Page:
Out of 15, 621 people entitled to vote, 195 cast their votes or 1.25 per cent. The number of “Yes” votes was 137 and the number of “No” votes 41, while 17 votes were declared invalid

The European Union Referendum 2003

This referendum was held on 8 March and the question put to the voters was:

“Do you agree that Malta becomes a member of the European Union in the enlargement that will take place on 1 May 2004?”

Out of 297,881 registered voters, 270,650 votes were cast or 90.86 per cent. 3,911 votes were invalid, with 143,094 in favour and 123,628 against.

The Divorce Referendum 2011

This was yesterday, 28 May, and the question was

“Do you agree with the introduction of the choice of divorce in the case of a married couple who has been separated or has been living apart for at least four (4) years, and where there is no reasonable hope for reconciliation between the spouses, whilst at the same time ensuring that adequate maintenance is guaranteed and the welfare of the children is safeguarded?”

As can be noted, this is the longest question ever asked in a Maltese referenda and the question does not refer to any Government Gazette proposals or White Paper. The question is a very long one with 75 words without any break or full stop and refers to one particular instance of a separation case.

The question is definitely very loaded, with sections of the public questioning the fairness of how the question was phrased as it could elicit a “Yes” vote due to its bias. Using this argument, many have argued that the referenda question could have been revised to be more balanced in eliciting a “Yes” or “No” answer. The question also arises. Can a referenda question effectively encapsulate the issue?

Indeed, the ultimate public consultation is a referendum, but has the work been done to ensure that the result is meaningful and will be respected. Some argue that in order not to have a frustrated voter limited to just one question or option, referenda should present more than one option to the public, ideally up to three or four which the public ranks. Referendum questions must be framed to produce a final list of options.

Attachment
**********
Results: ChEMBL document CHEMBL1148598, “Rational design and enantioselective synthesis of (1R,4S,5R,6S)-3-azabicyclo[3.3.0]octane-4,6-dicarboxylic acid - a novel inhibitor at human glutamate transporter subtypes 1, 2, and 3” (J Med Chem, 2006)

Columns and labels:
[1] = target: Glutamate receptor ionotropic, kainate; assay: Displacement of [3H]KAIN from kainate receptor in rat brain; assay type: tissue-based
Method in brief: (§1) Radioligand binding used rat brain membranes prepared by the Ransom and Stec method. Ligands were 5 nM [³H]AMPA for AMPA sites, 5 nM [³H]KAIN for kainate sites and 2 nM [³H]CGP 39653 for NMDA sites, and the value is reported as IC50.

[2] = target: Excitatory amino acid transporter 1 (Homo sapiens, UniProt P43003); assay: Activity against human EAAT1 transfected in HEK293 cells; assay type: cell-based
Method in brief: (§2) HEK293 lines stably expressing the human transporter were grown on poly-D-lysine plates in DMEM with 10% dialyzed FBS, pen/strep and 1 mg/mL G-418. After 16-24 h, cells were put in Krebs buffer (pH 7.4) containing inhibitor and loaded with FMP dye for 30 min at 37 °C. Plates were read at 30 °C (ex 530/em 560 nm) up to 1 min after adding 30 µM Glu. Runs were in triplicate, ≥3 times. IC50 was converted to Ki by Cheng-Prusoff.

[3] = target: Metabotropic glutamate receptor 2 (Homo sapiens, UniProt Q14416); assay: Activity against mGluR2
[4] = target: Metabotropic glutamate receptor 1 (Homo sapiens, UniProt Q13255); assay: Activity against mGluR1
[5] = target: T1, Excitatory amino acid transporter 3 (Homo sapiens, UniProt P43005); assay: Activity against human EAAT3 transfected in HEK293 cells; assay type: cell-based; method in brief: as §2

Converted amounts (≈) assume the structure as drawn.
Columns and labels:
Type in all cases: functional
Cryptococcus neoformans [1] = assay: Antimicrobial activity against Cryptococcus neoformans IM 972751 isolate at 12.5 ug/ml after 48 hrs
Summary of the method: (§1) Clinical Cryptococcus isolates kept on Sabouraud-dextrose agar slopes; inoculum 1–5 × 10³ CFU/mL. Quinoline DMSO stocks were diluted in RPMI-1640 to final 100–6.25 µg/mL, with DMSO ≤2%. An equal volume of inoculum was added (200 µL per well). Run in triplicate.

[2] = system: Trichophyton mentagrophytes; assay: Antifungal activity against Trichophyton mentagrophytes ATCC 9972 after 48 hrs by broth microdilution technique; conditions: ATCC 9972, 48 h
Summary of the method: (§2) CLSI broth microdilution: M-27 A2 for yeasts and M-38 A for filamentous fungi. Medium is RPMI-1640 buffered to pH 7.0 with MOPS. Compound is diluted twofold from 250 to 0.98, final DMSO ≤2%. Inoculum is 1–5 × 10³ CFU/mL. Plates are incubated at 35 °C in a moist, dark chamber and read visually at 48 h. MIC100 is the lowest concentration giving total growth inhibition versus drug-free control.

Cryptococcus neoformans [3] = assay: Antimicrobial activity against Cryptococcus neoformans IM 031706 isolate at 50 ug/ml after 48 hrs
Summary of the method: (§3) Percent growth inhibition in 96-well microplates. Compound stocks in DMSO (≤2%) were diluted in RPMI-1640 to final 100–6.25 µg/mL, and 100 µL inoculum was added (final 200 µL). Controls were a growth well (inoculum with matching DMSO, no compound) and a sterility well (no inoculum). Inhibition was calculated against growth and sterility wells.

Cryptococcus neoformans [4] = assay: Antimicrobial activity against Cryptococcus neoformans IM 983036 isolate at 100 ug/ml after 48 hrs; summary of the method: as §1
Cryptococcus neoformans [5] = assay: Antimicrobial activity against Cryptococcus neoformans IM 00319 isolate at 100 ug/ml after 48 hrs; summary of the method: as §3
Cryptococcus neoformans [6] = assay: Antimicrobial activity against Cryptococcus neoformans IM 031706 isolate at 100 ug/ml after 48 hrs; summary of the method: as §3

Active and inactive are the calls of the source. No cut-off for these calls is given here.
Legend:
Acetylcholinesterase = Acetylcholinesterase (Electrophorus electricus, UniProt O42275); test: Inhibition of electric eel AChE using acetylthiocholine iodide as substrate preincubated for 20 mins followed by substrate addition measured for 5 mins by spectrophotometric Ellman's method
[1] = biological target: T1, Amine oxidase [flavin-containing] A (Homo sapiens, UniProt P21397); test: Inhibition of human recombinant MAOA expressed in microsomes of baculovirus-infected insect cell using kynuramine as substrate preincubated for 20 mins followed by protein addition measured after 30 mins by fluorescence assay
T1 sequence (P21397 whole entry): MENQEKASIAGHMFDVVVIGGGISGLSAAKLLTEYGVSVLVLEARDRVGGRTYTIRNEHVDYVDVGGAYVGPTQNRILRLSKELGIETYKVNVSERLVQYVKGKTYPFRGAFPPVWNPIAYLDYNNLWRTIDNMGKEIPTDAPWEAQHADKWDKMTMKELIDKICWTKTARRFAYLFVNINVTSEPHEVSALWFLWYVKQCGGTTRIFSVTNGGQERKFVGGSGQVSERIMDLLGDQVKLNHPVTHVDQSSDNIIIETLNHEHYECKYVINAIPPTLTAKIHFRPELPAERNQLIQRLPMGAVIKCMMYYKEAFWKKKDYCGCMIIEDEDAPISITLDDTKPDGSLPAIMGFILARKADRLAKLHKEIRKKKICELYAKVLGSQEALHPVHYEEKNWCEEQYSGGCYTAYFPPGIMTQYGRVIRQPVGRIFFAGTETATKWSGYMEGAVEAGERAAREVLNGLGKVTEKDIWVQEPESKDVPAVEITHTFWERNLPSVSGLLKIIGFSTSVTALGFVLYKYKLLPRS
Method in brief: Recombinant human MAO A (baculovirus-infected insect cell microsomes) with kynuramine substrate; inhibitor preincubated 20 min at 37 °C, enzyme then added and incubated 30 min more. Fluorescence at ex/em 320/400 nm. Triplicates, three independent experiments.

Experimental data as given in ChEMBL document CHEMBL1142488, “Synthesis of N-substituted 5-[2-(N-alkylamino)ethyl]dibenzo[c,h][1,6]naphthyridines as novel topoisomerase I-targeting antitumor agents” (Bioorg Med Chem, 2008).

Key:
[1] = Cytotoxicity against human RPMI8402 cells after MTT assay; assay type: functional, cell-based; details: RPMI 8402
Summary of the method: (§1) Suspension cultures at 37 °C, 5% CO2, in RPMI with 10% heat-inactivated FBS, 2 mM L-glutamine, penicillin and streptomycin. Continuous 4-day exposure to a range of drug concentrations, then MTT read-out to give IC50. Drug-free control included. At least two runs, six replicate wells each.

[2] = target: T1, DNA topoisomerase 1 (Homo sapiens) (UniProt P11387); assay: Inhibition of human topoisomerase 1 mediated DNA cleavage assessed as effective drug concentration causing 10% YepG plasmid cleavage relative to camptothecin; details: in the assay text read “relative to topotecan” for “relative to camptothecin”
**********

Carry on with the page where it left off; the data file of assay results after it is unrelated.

Referenda votes are notoriously subject to sway at the last moment, with appeals to public emotions. It should be possible for any referendum ballot to include a short list (no more than five questions) of multiple-choice factual questions with non-controversial answers that all advocacy groups agree on, ideally selected from a long list of questions.

Ballots on which less than four of the five (or three of four, or two of three) of the questions are correctly answered do not count at all, though they are reported as evidence of disinformation of the public.

Most of the objection to referenda disappears if only informed votes count in them. An advantage of this method is that advocacy groups educate the public on the facts because they know that ballots cast by those who don’t know the facts don’t count. This radically increases the knowledge of the public and its ability to come up with better solutions.

Malta’s first referendum

Malta’s first referendum was held in 1870 and asked whether ecclesiastics should be eligible to serve on the Council of Government

Result: 1,409 ‘Yes’; 58 ‘No’

Integration Proposals Referendum 1956

Result: 67,607 ‘Yes’; 20,177 ‘No’

Independence Constitution Referendum 1964

Result: 65,714 ‘Yes’; 54,919 ‘No’

The Gozo Civic Council (Abolition)

Referendum 1973

Out of 15,621 eligible voters, only 195 cast votes

Result: 137 ‘Yes’; 41 ‘No’

The European Union Referendum 2003

Result: 143,094 ‘Yes’; 123,628 ‘No’